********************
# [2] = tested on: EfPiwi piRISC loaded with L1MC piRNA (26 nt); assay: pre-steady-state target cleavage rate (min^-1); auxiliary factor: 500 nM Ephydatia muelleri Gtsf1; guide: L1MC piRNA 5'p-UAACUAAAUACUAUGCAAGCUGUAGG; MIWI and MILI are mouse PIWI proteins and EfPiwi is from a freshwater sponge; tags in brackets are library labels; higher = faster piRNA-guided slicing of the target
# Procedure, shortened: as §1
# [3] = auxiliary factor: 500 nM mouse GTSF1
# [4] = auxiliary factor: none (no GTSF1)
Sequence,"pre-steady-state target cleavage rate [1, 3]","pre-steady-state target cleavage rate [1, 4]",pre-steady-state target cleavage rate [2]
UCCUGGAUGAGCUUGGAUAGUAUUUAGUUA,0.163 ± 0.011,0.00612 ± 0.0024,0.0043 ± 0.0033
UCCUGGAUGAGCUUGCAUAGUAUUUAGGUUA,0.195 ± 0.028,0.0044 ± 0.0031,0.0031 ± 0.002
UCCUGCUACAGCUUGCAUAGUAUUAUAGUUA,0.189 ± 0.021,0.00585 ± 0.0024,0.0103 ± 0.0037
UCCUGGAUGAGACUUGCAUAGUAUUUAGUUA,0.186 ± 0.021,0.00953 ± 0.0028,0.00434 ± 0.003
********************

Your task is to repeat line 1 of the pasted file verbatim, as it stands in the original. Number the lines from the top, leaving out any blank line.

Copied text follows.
# [2] = tested on: EfPiwi piRISC loaded with L1MC piRNA (26 nt); assay: pre-steady-state target cleavage rate (min^-1); auxiliary factor: 500 nM Ephydatia muelleri Gtsf1; guide: L1MC piRNA 5'p-UAACUAAAUACUAUGCAAGCUGUAGG; MIWI and MILI are mouse PIWI proteins and EfPiwi is from a freshwater sponge; tags in brackets are library labels; higher = faster piRNA-guided slicing of the target